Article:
From the murky ponds to the riptides at sea, everybody of water has its own danger. On the Connecticut River, for example, it’s the deceptive undercurrent that moves faster than what you see on the top of the water.
“We had three incidents unfortunately in our area here,” said Chief Jim Trzaski of Middletown's South Fire District.
Will Healey, the spokesperson for the Connecticut Department of Energy and Environmental Protection (DEEP), called the incidents over the weekend “heartbreaking.”
It started Saturday at Uncas Pond in Lyme. A 16-year-old boy was swimming with friends when he lost his life.
“We don’t want to see this happen again,” said Healey.
But then it did on Sunday at Quonnipaug Lake in Guilford. A man in a kayak died trying to recover a lost paddle.
“Oftentimes people underestimate the power of the water and how fast the coldness is going to sap the energy away from their body,” Trzaski explained.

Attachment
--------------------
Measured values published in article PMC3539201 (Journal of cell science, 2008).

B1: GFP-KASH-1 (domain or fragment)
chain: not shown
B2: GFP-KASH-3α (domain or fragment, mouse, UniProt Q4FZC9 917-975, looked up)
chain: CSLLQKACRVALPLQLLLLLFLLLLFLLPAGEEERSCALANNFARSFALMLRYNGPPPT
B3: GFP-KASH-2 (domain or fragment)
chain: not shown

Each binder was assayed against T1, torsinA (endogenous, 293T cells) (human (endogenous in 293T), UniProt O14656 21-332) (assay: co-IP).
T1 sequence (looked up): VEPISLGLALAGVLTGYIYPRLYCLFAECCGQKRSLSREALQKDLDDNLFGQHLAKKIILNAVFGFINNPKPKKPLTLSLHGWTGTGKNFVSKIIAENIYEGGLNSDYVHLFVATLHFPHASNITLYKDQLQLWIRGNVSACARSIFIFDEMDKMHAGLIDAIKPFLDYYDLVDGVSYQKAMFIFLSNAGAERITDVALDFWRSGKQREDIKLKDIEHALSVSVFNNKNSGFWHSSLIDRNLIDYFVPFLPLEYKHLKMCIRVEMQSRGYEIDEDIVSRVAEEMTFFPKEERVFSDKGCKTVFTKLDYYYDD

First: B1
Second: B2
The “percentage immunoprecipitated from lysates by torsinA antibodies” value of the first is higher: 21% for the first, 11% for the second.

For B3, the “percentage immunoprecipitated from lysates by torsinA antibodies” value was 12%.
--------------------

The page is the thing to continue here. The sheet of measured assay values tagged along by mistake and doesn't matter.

On Sunday, there was a near tragedy in Portland. However, in that incident, three Good Samaritans rescued a swimmer in distress at Great Hill Pond.
The eight-member South Fire District Dive Team responded to all three incidents. They said the number one thing anyone can do to keep safe on the water is to wear a personal flotation device or a life jacket.
“When you are under there though, it’s a weird feeling,” Cody Soule, part of the dive team, explained.
The team suits up, with a harness and a tether, weights to keep the diver on the bottom and breathing tanks. Each diver descends to the depths for about 20 minutes. It’s pitch black.
“Oftentimes they’ll just come right up onto the victim unannounced,” explained Chief Trzaski.
“You do a full arm sweep and you are trying to cover as much ground in a sweep as you can,” said Soule.
So far this year, five people have drowned in Connecticut. DEEP is advising residents to swim only in designated swimming areas, ideally in the eight spots where there are lifeguards.
“The script can flip in a minute…these tragedies can happen,” said Healey.
And if you do happen to witness someone go below the water, the dive team told me the most important thing is don’t move. Call 911 from where you are standing. The divers need to know where the victim went under the water to triangulate a position to begin their search.
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